Matthew Goode and Keira Knightly perform admirably in the parts of Turing’s friends and co-conspirators, but neither is given enough to do. While it is always fun to see Charles Dance on screen – you may recognize him as Tywin Lannister on Game of Thrones – he has the thankless role of playing “the authority figure who stands in the hero’s way.”

Dance is good, but the character is a microcosm of what is wrong with this movie. The filmmakers seem to believe it is not enough to watch a smart man do important work. He needs obstacles and conflict, as though the war alone will not suffice. Turing faced myriad challenges in his life and overcame a great many of them, but a superior who does not understand his work is probably the least among them.

Strangely structured, to say the least, Turing narrates his war record while we are treated to other flashbacks of his life, as well as a police investigation into Turing’s post-war affairs. The three timelines are juggled to somewhat muted effect. The end goal seems to be to induce guilt for the treatment of war hero Turing, who was persecuted for his homosexuality, a crime in mid-20th century England. The shift to a kind of gay rights narrative is handled deftly and carries appropriate weight, but it comes so late in the story that it does not land with the impact it otherwise might, much like the rest of the proceedings.

I have no doubt of the filmmakers’ good intentions, but the storytelling often feels perfunctory, coasting on the cultural cache of Turing’s accomplishments and World War II. These are impressive figures doing a critical job at one of the most crucial moments in world history. Their story is inherently interesting – if only the film had been a little more interested.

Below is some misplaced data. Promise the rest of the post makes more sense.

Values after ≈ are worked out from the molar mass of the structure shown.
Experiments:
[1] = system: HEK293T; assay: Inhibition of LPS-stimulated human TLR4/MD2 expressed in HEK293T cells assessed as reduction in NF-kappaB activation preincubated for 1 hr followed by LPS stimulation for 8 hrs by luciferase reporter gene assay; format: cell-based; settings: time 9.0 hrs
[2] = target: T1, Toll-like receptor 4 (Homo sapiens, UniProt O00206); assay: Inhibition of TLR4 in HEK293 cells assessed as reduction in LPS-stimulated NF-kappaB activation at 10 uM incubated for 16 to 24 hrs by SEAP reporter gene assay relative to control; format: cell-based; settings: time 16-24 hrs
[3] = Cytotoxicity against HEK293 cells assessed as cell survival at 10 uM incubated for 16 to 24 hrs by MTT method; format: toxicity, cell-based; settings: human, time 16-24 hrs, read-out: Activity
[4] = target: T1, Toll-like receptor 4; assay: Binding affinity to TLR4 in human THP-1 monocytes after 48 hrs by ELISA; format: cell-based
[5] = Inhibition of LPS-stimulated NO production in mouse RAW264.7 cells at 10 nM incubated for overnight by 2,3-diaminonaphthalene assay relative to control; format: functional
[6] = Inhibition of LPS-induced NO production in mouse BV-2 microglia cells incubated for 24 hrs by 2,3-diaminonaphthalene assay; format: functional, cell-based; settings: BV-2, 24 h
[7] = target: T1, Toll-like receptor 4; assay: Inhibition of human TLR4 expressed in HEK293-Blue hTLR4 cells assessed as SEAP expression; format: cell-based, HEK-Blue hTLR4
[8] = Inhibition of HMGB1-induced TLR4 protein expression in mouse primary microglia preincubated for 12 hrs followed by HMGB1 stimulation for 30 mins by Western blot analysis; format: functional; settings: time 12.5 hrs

See it? Yes.

Saturday, November 29, 2014

Fight the power: Do the Right Thing and the struggle between Hate and Love

A tremendous cast, including John Turturro and Michael B. Jordan, gathered for a reading of Spike Lee's Do the Right Thing on Friday at the Lincoln Center in New York as part of #BlackoutBlackFriday, organized by Blackout for Human Rights.

The climax of Spike Lee’s 1989 masterpiece Do the Right Thing features a number of the characters calling out the names of African-American victims of police brutality. In a live reading of one of Lee’s early drafts, performed Friday at the Lincoln Center in New York, only one name was called out: Eric Garner.

The name will be familiar to you if you read the news, and it will not be familiar if these are the things to which you prefer to turn a blind eye. What is certain is Lee could not have known the name when he wrote his masterful original screenplay. As a result, it may seem like an anachronism, but cleverly, Lee begins the script with the setting: Brooklyn, present. It was his world then, it is our world now, but little has changed.

Coogler (bottom right) with Turturro and Jordan.
Blackout for Human Rights, a collective of artists, activists, and citizens dedicated to exposing and correcting the myriad human rights violations that plague the U.S., organized the reading as part of its national #BlackoutBlackFriday campaign. Filmmakers Ryan Coogler and Shaka King brought together an impressive cast of actors to read the seminal civil rights film in front of a packed house on a day of protest and solidarity around the country.

In Coogler’s own words: “In the last few months or so the network has been working together, we came up with the idea of making Black Friday – which is a day that comes right after everybody is spending time with their families and it’s this huge day of consumerism and all these other ideas – we thought about making it a day of activism, where people can put their energy toward something else.”